Love. We want to know what it is. We know: it connects. Connects to relationships. But what exactly – what elements of relationships form an intersection? Is there a universal language of the body of the heart? Laura Witzleben and Simon Köslich address this question with Zweisamkeiten – a choreographic real performance that Berliners can experience from 25 to 27 November 2022 in the former air-raid shelter Culterim in Charlottenburg. Real performance because the directors have found three real dance and love couples who literally dance with each other through life.
Image above: Courtesy Culterim
Jean and Brigitte, Tatjana and Milena as well as Yasmin and Sean are all lovers and professional dancers at the same time. In intensive interviews and during rehearsals, Simon Köslich and Laura Witzleben spoke with the protagonists about themes such as trust, visions, closeness, finitude and death. The notes and texts, the history of the couples, their past and present and the accompanying different but also similar worlds of thought and feeling are the starting point for three individual and coherent choreographic spaces that open up togetherness for the audience.
“How people engage with and rely on each other is a human constant that regularly fascinates us in our artistic work. We are accompanied by an enthusiasm for biographies and for people’s relationships. Zweisamkeiten deals with the effect of diverse dance aesthetics as a choreographic narrative through an ensemble with a heterogeneous age structure, different training and approach. Love is such a great theme that has always existed and probably always will – it occupies every human being, whether in happiness or in sadness. It is anchored in us and connects us all – we love and want to be loved. We just show it in different ways, sometimes in the same way. And our bodies speak their own language”, says Laura Witzleben.
The soundscape, developed by Davidson Jaconello and transmitted via headphones, is filled with quotations from the previous interviews and enters into an exciting dialogue with the physicality of the dancers and the location of the bunker. The visitors are thus allowed to immerse themselves in the biographies of the couples with several senses and perhaps discover intersections with their own relationships.
“Perhaps the audience will recognise themselves in the differences as well as in the parallels between the protagonists and can take home a bouquet of impressions as a kind of mirror and thus also a feeling of understanding for themselves and for others. Ultimately, it is about recognising that we all move in wave-like processes. It’s about the origin and what connects us – love,” says Simon Köslich.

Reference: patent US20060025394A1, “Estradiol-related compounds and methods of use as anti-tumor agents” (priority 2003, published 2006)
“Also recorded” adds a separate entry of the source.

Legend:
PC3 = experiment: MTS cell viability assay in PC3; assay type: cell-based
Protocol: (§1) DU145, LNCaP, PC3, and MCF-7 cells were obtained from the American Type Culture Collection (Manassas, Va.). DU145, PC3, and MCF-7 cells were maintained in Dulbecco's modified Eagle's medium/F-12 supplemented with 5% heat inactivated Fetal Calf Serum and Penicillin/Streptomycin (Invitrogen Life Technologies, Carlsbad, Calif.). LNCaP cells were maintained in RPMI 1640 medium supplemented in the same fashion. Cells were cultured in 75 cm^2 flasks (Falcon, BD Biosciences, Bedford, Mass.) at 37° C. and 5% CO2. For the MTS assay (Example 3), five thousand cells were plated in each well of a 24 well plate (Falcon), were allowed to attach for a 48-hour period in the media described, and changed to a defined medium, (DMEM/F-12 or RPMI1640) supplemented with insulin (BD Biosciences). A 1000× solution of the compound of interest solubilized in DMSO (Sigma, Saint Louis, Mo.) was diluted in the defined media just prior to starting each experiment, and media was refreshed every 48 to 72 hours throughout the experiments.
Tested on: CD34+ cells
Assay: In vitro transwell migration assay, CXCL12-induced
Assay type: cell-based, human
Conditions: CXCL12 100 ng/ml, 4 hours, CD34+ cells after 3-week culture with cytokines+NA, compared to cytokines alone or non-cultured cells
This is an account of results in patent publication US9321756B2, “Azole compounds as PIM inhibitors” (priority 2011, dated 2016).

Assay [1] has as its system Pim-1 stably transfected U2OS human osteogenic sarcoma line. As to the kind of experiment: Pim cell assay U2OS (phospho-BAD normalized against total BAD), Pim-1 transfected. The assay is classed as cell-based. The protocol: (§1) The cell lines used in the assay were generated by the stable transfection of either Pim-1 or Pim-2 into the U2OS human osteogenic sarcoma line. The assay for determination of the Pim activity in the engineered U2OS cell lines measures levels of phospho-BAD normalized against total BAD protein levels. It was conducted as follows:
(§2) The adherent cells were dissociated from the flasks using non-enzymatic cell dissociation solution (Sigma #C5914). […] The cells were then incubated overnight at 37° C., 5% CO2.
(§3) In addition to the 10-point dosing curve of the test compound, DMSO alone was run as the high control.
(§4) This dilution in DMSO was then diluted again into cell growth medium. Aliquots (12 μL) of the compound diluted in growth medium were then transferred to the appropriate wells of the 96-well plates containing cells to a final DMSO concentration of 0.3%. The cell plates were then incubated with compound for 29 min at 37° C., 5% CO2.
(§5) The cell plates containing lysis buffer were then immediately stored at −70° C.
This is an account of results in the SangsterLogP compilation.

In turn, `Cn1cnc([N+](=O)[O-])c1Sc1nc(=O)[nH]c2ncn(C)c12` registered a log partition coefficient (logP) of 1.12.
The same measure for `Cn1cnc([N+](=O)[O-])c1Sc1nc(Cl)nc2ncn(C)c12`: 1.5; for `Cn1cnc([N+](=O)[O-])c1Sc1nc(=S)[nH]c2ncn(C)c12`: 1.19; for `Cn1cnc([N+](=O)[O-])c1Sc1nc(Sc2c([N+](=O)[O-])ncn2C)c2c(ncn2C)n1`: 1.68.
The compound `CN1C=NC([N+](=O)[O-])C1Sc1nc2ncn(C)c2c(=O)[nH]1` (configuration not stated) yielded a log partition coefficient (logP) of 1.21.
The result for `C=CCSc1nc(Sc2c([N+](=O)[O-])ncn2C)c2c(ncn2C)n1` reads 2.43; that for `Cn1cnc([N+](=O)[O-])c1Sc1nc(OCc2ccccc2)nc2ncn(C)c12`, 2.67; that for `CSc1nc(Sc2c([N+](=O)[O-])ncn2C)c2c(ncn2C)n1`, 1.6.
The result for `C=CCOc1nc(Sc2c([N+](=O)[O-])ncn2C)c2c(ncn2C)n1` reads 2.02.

Jean Chaize and Brigitte Cuvelier
“We were both engaged in the same ballet company at the beginning of the 1982-83 season. Both new in a foreign city, both with the same mother tongue, both sitting on the banks of the Rhine looking at BASF … The story of our relationship is difficult to separate from our professional lives. That’s why we can’t talk about ourselves as a couple without putting work in the foreground. We don’t have any children together. We have never married, never had a television. We don’t overly enjoy family life and are not in any social network. For the first 22 years we had separate households, for the last 18 years we have been happy to live together every day.
Tatjana Mahlke and Milena Nowak
“We have been a couple for almost 3 years, moved in together after a relatively short time and spend a lot of time together – whether professionally or privately. We met quite unromantically in the office of a dance studio where we were working at the time. Tatjana always had to start grinning when Milena came into the room. It struck us that we not only liked each other as friends, but wanted to get to know each other even more intimately on this “giggle-grin” basis. This was exciting and thrilling for both of us, especially because it is the first same-sex relationship for both of us. To this day, the public space is always about comparisons – what visibility is there, where we can travel, who perceives us and how, why do we see the need to name our same-sex love as such here? All these are recurring questions that accompany us privately but also professionally.”
Yasmin Schönmann and Sean Nederlof
Yasmin and Sean are two contemporary dancers from Munich and San Francisco who met in New York in 2015. “Sean is my best friend and someone I can rely on 100% to pick me up mentally wherever I am. If I’m in a fun mood, he can balance it out, or if I’m in a more thoughtful mood, too. It’s really a strong bond we have, not only as a couple who love each other, but also in other areas where we support each other. We are also best friends and work in the same field. Sometimes it’s a challenge, but very often it helps. “OK, Yasmine was someone who always amazed me. She always impressed me. I was already fascinated by her story. In a way, I was like – well, the world is a pretty tough place and – you know, sometimes you can’t stick to your beliefs and your morals. And you were really strong and confident about those things. And you. You really got me. You brought me out of my shell.”
Fri, 25.11.22 8:00 pm
Sat, 26.11.22 8:00 pm
Sun. 27.11.22 4:00 pm / 8:00 pm
Duration of the Performance: 60 Minutes
Friday, 25 November until Sunday, 27 November 2022
15€ / reduced 10 € (plus advance booking fee)